Note For Anyone Writing About Me

Guide to Writing About Me

I am an Autistic person,not a person with autism. I am also not Aspergers. The diagnosis isn't even in the DSM anymore, and yes, I agree with the consolidation of all autistic spectrum stuff under one umbrella. I have other issues with the DSM.

I don't like Autism Speaks. I'm Disabled, not differently abled, and I am an Autistic activist. Self-advocate is true, but incomplete.

Citing My Posts

MLA: Zisk, Alyssa Hillary. "Post Title." Yes, That Too. Day Month Year of post. Web. Day Month Year of retrieval.

APA: Zisk, A. H. (Year Month Day of post.) Post Title. [Web log post]. Retrieved from

Thursday, May 3, 2012

Thank You, Liz Szabo!

So. Earlier I wrote a not-so happy post about the USA Today #autismchat not having any autistics on the panel of experts. I'm still not happy about that, but Liz Szabo, the person who pretty much ran the chat, commented on my post about it, and her comment was GREAT. As far as I'm concerned, since the autistic self advocates showed up anyways and people who came in with open minds learned a lot (like Liz!), it was worth it. Really. I don't demand perfection. If someone new to covering autism, as she says she is, misses the not nearly as well publicized self advocates the first couple times but is open minded and includes them once she figures out we exist, I actually think that's great. It means that person is way more likely to be an ally than anyone who excludes self advocates on purpose! And considering the number of autistic people who don't know how bad for us Autism Speaks really is, I can't really blame her for not having known. There is this thing called a learning curve. Learning curves don't make mistakes no longer incorrect, but they do make reasonable people more tolerant of earlier mistakes as long as the person really is learning. Blast, it's not like I get everything right. I just had the good fortune to know self advocates before I got into autism stuff and before I was diagnosed. Main point being, I think she has good intentions.
 I mean, take this quote from her comment:
``It didn't occur to me to "book" any families or people with autism, because I was just hoping they would show up, like they have shown up for the cancer, diabetes, etc panels."
That's not someone trying to exclude us. It's just someone who hasn't looked for the people who are autism experts in the sense media uses and are themselves autistic (yes, such people exist!) Also from her comment:
``Now, I have met lots of great autistic self-advocate, even more parents of autisic kids, and I can be sure to "book" them as experts if we ever do this again, and even interview them for future stories."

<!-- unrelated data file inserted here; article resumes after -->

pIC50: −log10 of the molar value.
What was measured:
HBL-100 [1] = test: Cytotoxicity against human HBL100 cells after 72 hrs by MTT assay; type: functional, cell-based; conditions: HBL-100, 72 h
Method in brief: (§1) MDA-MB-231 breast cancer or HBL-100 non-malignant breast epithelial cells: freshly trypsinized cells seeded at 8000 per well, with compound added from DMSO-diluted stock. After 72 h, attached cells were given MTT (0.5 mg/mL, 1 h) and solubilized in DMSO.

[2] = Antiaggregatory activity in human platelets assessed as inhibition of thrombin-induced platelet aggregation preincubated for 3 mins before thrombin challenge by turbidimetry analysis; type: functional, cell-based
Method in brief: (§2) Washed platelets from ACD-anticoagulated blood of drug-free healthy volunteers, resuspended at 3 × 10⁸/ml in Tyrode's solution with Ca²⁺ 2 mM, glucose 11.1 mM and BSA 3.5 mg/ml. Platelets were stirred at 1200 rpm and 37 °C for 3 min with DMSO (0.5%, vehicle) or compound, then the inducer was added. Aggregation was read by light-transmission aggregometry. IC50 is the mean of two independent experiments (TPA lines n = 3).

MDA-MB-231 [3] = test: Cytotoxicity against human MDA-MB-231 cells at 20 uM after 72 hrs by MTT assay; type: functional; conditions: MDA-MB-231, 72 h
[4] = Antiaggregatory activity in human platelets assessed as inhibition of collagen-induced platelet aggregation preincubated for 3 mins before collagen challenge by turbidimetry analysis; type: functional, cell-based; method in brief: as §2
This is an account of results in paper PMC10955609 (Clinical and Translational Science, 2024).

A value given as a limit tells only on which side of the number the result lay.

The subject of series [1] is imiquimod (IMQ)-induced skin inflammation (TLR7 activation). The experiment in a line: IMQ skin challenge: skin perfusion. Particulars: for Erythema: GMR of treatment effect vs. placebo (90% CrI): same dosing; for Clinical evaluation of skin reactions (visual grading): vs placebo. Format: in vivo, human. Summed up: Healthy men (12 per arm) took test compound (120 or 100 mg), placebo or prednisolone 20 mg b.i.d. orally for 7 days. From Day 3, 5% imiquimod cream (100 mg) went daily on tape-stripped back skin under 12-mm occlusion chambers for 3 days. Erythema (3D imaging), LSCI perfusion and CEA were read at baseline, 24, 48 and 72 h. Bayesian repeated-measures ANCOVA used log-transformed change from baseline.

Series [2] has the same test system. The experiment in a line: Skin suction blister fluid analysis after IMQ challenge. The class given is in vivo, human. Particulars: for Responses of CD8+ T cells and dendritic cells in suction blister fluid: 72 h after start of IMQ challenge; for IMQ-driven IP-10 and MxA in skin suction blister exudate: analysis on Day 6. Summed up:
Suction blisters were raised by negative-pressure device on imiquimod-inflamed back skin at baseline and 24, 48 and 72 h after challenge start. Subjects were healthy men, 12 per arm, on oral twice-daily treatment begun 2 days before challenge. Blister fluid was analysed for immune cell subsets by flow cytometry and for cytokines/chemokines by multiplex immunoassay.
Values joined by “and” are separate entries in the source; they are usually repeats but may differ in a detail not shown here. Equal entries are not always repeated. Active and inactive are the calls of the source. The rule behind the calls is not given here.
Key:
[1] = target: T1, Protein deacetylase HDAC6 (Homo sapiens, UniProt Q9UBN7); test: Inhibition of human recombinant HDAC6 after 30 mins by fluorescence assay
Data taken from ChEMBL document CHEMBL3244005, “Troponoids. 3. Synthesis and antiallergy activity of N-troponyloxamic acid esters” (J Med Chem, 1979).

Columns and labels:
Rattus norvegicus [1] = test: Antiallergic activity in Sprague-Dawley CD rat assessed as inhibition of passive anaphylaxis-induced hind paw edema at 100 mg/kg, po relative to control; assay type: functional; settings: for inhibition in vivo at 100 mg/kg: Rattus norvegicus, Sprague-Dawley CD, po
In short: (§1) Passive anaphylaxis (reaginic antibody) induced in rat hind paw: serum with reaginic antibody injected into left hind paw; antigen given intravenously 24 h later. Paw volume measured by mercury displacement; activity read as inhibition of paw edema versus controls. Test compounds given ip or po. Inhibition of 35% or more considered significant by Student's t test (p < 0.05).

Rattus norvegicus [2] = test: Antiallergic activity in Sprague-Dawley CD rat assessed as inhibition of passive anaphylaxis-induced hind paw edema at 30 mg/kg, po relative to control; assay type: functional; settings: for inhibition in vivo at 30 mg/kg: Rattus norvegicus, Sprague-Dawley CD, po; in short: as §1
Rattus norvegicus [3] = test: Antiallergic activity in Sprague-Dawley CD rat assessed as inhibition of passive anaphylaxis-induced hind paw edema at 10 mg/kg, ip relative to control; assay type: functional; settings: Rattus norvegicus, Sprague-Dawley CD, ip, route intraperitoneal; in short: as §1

Also not someone TRYING to exclude us because of not wanting to hear what we have to say/not caring what we think/insisting that we necessarily want to be cured even when we have said that we don't.
So, if you're reading this, Liz, I'm glad to have heard from you. You sound like an open-minded person who wants to cover the subject well. If you listen to actual autistic people, I consider that a huge success, even if said other autistics happen to disagree with me on nearly every count. I certainly agree services are important! (I just don't like all the organizations that talk about services.)
If you want to know why I don't like Autism Speaks, go watch the videos ``Autism Every Day" and ``I am Autism" (If you can track them down amidst the angry responses!) then look at the organization budget. Most of it is for fundraising or research, and most of the research is for cures or pre-natal testing. If you know the stats on how many babies who would have had Down's were aborted because of pre-natal testing, you might understand why autistics could dislike the idea of pre-natal testing for autism. Very little of their budget actually goes to providing services. Also look at their board of directors and at how much of their video time is actually autistic people speaking, which is what the name would make you think they are about. I know people who have been told they were too autistic to understand the issues at hand or who have been told they weren't autistic enough to be facing the issues, both by Autism Speaks people. Hang out on enough blogs written by autistics, and you will find that there are a lot of us who really hate Autism Speaks. (Help us get our voices on mainstream stuff despite them? We tend not to get much publicity from mainstream groups, who tend to listen to Autism Speaks, so most of our stuff is less well known. It's sometimes a bit of a reinforcing cycle.)

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